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This command does not work in GNU Coreutils split, split of Cern Linux 5 (Redhat) and BSD (Apple Yosemite 10.10.3):

split -p'\0' input.txt

where input.txt is masi\0hello\0world. Some comments about the versions follow:

  • I do split -p'\0' input.txt in BSD Split but I get nothing as output in OSX Yosemite 10.10.3, GNU bash, version 3.2.57(1)-release (x86_64-apple-darwin14).
  • I do echo 'masi\0hello' | split -p'\\0' in split 5.97 GNU 2012 in CERN Linux 5 (Redhat). Output split: unrecognized option --p\\0'.
  • no option -p in GNU Coreutils split

I have forgot where I successfully used the option -p with split. Which version of split does support the flag -p?

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    \0 is literal string or NULL byte?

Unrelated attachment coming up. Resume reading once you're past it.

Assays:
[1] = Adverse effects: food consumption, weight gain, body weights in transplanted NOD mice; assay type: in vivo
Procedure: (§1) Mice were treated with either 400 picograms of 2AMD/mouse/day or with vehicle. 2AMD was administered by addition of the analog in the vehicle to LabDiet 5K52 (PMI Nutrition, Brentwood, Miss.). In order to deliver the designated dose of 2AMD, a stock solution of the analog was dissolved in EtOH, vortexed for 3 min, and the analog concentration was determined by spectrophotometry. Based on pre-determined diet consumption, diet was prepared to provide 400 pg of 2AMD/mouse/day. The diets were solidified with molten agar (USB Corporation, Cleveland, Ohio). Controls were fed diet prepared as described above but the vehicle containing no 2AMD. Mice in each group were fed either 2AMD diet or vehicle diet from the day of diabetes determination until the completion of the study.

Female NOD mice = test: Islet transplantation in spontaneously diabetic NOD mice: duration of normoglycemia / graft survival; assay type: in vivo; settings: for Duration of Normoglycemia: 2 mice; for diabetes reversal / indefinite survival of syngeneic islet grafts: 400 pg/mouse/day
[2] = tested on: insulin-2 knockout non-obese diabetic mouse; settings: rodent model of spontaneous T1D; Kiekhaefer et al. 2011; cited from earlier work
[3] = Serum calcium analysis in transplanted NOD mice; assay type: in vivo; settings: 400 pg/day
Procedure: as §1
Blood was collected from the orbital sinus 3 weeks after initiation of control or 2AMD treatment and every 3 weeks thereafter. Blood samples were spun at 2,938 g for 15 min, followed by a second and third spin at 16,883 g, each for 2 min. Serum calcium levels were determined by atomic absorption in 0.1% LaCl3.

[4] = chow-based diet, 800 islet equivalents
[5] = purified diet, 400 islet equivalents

– cuonglm
    Commented Jun 24, 2015 at 13:40
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    -p see pattern as extended regex, you can try -p'\\0'.
    – cuonglm
    Commented Jun 25, 2015 at 7:25
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    What shell did you use? Redhat won't work, split from GNU coreutils doesn't have -p option.
    – cuonglm
    Commented Jun 25, 2015 at 8:02
  • @cuonglm I have tried Split in CERN Linux 5 (which I think is GNU from Freeman), BSD Split and GNU Split from coreutils. Updated the pieces of information in the body. Commented Jun 29, 2015 at 18:39

1 Answer 1

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The -p option in Mac OS X will split when a line matches \0. So you need to provide newlines around the \0. Sorry I don't have a solution for you. You are using the tool wrong. You might look into perl. Translate your NUL characters to CTRL-A, add the newlines and then use split with -p'^A' (CTRL-V CTRL-A). For example, you can do something like:

cat input.txt |perl -p -e 's/\0/\n^A\n/g'| split -p ^A

Where ^A is CTRL-A, but I'm not sure that matters.

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